<< -- 2 -- Robert Anderson MUSICAL ELOQUENCE
Glazunov's response to such turmoil was to consolidate his position
musically and hold fast. Though he left Russia in 1928 for the Schubert
Centenary and did not return, he remained nominal director of the conservatoire
till 1930, surviving Lenin and also Stalin's initial years.
Younger composers such as Stravinsky, Prokofiev and Shostakovich rejected
him; Glazunov stuck to the conservative values of good sense and sound learning.
Of the music's competence there is never a doubt, even if inspiration
comes and goes. Yet Mendelssohn himself could hardly have improved on the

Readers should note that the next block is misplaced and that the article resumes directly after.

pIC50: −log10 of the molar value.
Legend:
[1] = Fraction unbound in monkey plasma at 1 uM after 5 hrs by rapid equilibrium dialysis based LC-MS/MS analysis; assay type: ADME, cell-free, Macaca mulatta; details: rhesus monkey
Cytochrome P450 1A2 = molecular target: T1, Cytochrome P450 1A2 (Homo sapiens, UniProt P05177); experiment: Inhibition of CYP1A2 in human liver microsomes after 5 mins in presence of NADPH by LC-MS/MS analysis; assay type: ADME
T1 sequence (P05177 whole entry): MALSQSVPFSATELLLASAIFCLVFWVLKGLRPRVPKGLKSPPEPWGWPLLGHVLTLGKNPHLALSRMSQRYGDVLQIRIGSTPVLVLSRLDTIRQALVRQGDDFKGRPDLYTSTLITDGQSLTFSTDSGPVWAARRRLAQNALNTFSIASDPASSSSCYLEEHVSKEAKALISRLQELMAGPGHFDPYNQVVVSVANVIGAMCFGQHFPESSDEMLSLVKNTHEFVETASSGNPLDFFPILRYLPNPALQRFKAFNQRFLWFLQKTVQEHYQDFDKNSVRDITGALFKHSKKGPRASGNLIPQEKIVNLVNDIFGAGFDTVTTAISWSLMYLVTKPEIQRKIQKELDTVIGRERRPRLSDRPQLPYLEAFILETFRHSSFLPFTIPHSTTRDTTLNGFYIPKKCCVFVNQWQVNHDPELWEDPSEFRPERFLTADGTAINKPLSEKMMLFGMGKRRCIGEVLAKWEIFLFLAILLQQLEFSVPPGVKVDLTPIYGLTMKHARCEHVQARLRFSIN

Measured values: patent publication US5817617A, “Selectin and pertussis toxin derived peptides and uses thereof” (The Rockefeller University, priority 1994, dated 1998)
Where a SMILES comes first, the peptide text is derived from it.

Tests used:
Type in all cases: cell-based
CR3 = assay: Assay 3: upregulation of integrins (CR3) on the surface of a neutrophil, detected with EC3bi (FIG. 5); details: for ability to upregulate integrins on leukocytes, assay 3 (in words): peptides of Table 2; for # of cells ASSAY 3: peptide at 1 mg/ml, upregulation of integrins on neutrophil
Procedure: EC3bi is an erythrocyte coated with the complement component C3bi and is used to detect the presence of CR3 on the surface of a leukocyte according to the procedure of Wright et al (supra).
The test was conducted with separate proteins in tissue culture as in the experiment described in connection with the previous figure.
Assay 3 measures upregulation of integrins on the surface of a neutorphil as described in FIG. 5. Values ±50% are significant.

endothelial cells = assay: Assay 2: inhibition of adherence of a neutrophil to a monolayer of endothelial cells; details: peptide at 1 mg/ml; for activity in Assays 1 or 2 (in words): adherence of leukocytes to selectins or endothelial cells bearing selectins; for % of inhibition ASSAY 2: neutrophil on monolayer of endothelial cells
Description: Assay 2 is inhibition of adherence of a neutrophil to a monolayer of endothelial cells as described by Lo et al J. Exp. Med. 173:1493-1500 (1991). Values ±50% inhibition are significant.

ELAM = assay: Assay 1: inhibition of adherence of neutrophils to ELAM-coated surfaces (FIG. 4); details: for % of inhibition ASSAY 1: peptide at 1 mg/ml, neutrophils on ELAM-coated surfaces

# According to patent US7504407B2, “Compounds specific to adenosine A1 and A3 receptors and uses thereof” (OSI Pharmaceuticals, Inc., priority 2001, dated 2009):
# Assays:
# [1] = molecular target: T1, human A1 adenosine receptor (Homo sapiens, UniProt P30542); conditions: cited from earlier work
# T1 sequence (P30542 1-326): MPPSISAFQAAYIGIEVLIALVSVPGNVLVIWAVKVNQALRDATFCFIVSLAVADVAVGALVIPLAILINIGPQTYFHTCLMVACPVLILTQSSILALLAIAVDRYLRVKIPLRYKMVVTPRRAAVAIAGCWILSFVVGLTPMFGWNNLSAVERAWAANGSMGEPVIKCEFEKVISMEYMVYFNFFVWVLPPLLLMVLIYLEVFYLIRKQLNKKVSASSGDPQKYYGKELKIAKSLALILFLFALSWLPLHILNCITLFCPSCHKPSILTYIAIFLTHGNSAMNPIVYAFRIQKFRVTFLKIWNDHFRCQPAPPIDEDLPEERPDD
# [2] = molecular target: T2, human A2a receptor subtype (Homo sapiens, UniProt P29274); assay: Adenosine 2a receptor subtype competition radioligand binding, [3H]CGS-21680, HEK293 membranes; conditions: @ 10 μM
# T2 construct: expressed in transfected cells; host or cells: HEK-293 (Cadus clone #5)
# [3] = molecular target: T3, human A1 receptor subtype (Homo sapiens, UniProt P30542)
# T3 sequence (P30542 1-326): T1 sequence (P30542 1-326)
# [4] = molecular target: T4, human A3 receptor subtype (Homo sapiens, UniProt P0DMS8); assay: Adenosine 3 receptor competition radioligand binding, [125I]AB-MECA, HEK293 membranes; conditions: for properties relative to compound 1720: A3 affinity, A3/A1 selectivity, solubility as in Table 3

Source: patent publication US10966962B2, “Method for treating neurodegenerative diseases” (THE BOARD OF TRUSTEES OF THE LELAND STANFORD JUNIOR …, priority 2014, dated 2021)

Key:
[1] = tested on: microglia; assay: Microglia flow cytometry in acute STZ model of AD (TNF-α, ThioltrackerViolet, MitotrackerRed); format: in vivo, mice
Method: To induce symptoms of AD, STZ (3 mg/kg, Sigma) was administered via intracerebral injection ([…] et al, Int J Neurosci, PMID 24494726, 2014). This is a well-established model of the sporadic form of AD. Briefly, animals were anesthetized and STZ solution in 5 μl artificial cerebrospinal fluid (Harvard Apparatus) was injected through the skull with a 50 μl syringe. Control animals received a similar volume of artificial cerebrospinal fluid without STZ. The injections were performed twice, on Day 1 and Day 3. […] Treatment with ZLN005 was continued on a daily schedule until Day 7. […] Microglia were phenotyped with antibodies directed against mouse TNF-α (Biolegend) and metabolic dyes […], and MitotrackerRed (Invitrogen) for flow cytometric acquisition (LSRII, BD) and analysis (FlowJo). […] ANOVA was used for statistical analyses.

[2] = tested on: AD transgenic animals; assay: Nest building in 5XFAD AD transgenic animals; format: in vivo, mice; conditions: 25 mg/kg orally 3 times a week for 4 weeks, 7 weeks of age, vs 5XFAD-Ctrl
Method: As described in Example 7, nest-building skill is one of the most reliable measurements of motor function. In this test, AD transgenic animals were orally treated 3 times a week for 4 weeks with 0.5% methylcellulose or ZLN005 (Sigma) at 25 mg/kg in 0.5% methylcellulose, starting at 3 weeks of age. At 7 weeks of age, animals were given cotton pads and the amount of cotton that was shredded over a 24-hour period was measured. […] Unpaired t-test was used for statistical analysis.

start of the Scherzo in Symphony No 5, deftly conceived and deliciously
scored [listen -- track 2, 0:00-0:59]. The slow
movement has a searching eloquence and charm, leading to an energetic finale
of bold panache [listen -- track 4, 0:00-1:00].
Symphony No 8 was the last that Glazunov completed. The outer movements
of both have passages of contrapuntal virtuosity, but it is the Mesto
slow movement, with its stormy start, that hints at the terrifying upheavals
of 1905 [listen -- track 6, 0:00-1:00]. This is
the most powerful passage in the two works, and some of its unease lingers
in the following Allegro [listen -- track 7,
0:00-0:40]. The playing under Alexander Anissimov is as accomplished
as the music. Where Glazunov is inclined to be bland, the orchestra gives
him all the pep and punch it can; where he is engaged in delicate imaginative
flights or a strenuous dialectic of cogent argument, the team is unstinting
in commitment and support.
Copyright © 14 July 2001
Robert Anderson, London, UK
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